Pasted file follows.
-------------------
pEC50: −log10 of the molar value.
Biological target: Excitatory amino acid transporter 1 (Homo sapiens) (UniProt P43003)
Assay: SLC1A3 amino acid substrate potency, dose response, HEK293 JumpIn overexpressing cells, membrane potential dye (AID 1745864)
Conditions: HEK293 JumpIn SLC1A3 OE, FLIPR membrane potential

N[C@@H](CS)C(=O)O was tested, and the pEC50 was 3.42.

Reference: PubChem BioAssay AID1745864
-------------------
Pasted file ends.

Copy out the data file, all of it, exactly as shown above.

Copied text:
pEC50: −log10 of the molar value.
Biological target: Excitatory amino acid transporter 1 (Homo sapiens) (UniProt P43003)
Assay: SLC1A3 amino acid substrate potency, dose response, HEK293 JumpIn overexpressing cells, membrane potential dye (AID 1745864)
Conditions: HEK293 JumpIn SLC1A3 OE, FLIPR membrane potential

N[C@@H](CS)C(=O)O was tested, and the pEC50 was 3.42.

Reference: PubChem BioAssay AID1745864